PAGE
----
Labuan, in northern Borneo, was ceded to Great Britain by the Sultan of Bruneiin 1846. The British used the island initially as a naval base from which tocounteract the activities of pirates from Brunei, and as a strategic refuellingstation for steamships. However, as its lack of economic and strategic importancebecame evident, it passed through a number of different administrations. Initially ceded toJames Brooke, British Rajah of Sarawak, it was handed over to the BritishNorth Borneo Chartered Co. in 1890, the Government of the Straits Settlements in1907, and became part of the Colony of North Borneo after World War One. TheJapanese occupied it from 1942 to 1945, re-naming it Maida Island after theChief Commander of their forces in Borneo (General Maida was later killed inan air crash while travelling to Labuan from Bintulu). It was liberated from10th June 1945 by Australian forces under General McArthur, returned toBritish rule, and became part of independent Malaysia in 1963.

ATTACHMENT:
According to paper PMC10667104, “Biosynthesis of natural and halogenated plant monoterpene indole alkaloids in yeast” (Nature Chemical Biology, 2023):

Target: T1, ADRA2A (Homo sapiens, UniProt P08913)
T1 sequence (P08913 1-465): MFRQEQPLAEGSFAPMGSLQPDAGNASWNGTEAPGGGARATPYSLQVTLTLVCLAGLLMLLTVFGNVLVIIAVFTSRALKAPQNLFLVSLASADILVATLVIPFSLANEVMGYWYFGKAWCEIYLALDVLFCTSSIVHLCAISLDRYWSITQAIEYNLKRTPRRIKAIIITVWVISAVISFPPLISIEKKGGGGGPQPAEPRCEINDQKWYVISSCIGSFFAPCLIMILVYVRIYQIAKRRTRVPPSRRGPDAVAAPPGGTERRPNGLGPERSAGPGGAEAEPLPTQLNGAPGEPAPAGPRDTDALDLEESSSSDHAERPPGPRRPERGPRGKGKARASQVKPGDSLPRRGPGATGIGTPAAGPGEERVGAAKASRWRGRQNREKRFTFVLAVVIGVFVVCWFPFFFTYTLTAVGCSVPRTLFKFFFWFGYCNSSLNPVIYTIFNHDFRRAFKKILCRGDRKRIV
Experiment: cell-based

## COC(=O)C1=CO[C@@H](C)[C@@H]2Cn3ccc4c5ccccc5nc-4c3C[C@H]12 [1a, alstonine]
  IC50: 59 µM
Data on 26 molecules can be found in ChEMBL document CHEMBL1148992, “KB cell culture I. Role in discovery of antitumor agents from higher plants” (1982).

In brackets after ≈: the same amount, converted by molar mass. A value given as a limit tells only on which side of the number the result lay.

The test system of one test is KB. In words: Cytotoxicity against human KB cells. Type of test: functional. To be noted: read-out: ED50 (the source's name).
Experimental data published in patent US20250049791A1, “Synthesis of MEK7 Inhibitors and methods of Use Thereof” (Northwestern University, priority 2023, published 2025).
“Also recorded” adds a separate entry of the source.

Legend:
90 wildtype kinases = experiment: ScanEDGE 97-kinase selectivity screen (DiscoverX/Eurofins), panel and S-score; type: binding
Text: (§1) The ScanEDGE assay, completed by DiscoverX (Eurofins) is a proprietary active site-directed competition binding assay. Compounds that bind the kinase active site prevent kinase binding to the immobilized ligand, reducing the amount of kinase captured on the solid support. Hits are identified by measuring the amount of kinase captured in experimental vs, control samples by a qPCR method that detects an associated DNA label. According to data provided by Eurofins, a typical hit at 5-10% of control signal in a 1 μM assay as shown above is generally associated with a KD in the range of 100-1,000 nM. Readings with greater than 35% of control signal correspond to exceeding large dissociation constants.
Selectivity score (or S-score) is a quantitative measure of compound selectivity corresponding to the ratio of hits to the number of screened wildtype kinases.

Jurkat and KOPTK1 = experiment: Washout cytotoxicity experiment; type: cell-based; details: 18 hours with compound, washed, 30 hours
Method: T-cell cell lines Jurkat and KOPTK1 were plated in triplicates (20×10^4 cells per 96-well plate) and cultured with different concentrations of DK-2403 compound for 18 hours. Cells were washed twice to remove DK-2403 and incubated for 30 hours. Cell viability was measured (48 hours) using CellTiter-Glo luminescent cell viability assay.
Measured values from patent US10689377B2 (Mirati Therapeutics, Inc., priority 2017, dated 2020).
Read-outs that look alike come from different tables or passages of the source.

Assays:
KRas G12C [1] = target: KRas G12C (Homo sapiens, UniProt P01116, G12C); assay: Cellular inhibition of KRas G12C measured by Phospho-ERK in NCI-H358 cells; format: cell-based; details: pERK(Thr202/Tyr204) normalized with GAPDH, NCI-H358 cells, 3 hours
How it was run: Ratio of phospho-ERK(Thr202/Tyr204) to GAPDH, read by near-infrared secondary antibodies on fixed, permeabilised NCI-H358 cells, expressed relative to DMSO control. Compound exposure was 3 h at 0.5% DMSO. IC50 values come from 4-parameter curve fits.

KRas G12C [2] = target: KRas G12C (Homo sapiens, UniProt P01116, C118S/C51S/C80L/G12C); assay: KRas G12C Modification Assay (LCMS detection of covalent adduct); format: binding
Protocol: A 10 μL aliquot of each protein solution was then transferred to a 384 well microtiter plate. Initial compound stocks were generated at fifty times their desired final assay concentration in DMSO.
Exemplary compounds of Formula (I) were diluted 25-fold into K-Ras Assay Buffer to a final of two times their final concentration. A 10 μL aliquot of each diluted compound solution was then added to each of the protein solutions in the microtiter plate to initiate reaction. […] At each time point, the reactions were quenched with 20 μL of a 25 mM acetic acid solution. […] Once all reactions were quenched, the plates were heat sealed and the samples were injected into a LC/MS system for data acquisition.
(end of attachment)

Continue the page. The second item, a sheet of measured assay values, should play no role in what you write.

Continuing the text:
Although rich in deposits of oil and petroleum, Labuan's only industry for much of the19th century was coal mining. From 1847 to 1911 a number of British companiesextracted coal from Tanjong Kubong at the north tip of the island. One of thelater companies, New Central Borneo, constructed a railway line to transportthe coal to Victoria Port. However, the mines were eventually closed after aseries of accidents.